Derham in line to succeed with Nicholls family firm
Pedigree always counts for a good deal on the Turf, but sometimes it is sooner a matter of heart than blood. The previous weekend, Joseph O'Brien had turned even an environment as commercially momentous as the Breeders' Cup into one of intimate family celebration. And yesterday, albeit the stakes were not quite so giddy, a second teenage jockey charged another of the sport's great theatres with a corresponding glow of dynastic pride.
At 17, Harry Derham remains a year younger than O'Brien, and an equivalent separation persists for now between their respective potential and achievement. Even so, the cool and verve with which this precocious amateur contributed to another landmark weekend in the training career of his uncle, Paul Nicholls, identified him as a talent equal to both the privileges and pressures of their kinship. Derham's success in the Greatwood Hurdle, one of the most frantic handicaps in the calendar, was only his fifth under Rules. But there was a seasoned flair to the way he observed Ruby Walsh's counsel of restraint, before driving Brampour two and a half lengths clear from the final flight.
Nicholls is long accustomed even to the sort of success he enjoyed during the biggest meeting of the jumps season to date. After a treble on Saturday's card, he had already won the prestigious novice chase sponsored by this newspaper – for the fourth year running, and the eighth time in all – with Al Ferof, and would later land a gamble with Rangitoto. But there was no mistaking the heightened buzz he discovered in seeing his sister's son riding a first Cheltenham winner, on an afternoon when they strained up the hill into a low autumn sun as though to be preserved in some instant, golden aspic of the memory.
Derham will certainly never forget the moment. "I've been coming here since I was 11 with Paul's horses, and watched Ruby come in on so many winners," he said. "So to be part of this is all I've ever wanted. It's a dream, I'm in a daze – to ride for someone who is not just champion trainer, but your uncle as well."
Something of a journeyman in his own riding career, Nicholls stressed that Derham is only being given the chances he earns. "He's a lot better than me, and I'm very proud," he said. "Pony racing has been invaluable to him. He also rode a lot of point-to-points for Richard Barber last year, so he has a bit of experience behind him. He's been with us weekends for a good few years, and is now with us full time. He listens, and puts in a lot of work, but he's naturally gifted – he gave that a peach of a ride. We need to keep his feet on the ground, and he won't be riding four races a day for the sake of it. He must get stronger, and learn more, but he's very grounded and he could be very good."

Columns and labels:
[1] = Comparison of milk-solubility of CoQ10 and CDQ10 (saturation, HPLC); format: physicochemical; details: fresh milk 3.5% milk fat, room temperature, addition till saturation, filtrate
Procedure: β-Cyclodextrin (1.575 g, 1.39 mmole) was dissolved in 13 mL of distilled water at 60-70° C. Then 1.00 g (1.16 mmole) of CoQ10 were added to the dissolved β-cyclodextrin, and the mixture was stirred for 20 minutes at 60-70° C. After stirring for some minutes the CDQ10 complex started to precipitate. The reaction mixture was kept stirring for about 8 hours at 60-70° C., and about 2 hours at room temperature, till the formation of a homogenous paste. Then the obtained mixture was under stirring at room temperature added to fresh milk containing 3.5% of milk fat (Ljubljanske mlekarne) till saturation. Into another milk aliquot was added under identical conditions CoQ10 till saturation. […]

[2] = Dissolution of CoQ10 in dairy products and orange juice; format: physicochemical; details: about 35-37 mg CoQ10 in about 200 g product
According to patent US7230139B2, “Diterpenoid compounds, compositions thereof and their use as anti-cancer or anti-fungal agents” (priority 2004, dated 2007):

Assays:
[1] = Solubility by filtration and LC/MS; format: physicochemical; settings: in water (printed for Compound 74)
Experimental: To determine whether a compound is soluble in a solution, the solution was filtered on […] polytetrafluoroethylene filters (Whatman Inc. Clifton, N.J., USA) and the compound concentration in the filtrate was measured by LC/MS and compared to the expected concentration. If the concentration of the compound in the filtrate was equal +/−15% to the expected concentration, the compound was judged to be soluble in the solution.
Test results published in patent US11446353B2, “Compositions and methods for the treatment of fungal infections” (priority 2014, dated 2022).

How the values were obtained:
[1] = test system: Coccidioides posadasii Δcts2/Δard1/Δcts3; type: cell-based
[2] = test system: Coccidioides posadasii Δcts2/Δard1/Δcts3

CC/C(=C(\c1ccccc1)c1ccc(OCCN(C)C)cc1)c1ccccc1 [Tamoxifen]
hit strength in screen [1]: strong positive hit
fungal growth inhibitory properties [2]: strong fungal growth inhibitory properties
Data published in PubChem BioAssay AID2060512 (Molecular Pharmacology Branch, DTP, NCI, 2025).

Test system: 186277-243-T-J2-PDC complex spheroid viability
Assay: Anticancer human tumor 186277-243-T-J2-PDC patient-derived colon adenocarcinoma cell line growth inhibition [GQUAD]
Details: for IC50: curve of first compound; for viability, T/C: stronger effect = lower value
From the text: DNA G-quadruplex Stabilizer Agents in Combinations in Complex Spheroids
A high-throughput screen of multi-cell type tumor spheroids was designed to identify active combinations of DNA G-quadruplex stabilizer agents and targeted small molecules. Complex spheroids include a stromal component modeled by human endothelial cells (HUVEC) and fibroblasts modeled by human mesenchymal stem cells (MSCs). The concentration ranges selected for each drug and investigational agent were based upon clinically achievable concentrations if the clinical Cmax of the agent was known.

For all that Derham's 7lb claim was a palpable asset – one that Nicholls intends to guard jealously – Brampour had been set an exacting task at the weights for a four-year-old and should not be omitted from the plaudits. The latest in his stable to benefit from a wind operation, he will now test the Champion Hurdle water, possibly back here next month.
As for Al Ferof, his name will now be carved beneath that of Best Mate himself among previous champions to have announced themselves in the Independent Newspaper Novices' Chase. The grey's Festival calibre is unquestionable, having so far run second in the Bumper and first in the Supreme Novices' Hurdle, and his first start over fences suggested that he will once again be heavily involved next March – even if it already seems as though a fairly vintage bunch are targeting the Irish Independent Arkle Trophy. After jumping with plenty of energy, Al Ferof came bounding seven lengths clear of Astracad, himself miles clear.
Nicholls seemed relieved as much as anything. "He fell in a point-to-point and a novice hurdle, and a couple of times last season was a bit brave," he said. "So with that in mind we just wanted to see him jump really well today. That couldn't have been better. We won't be aiming too high too soon, because he needs more experience, and I feel he's a better horse in the spring."
Nowadays Nicholls is far too comfortable in his dominion to have been at all unnerved by a fine meeting also for David Pipe, who evoked memories of his father's record-breaking era with a treble on Friday and then won the big race on Saturday with Great Endeavour. And another Somerset stable housing a smart prospect of its own is that of Philip Hobbs, albeit he was mightily relieved to see Fingal Bay regroup from a blunder two out to preserve his unbeaten record in the Neptune Investment Management Novices' Hurdle. "He did get the second last completely wrong, but he is still green," said Hobbs. "The Festival is very much in our mind, but will he go up to three miles before then? We'll see."
An established Festival operator, Big Zeb, won the Fortria Chase at Navan for the third year running. He will proceed to the Leopardstown Christmas meeting, and must remain pretty much as good as ever to give Noble Prince 5lb first time out. There are still old soldiers out there, as well as young guns.
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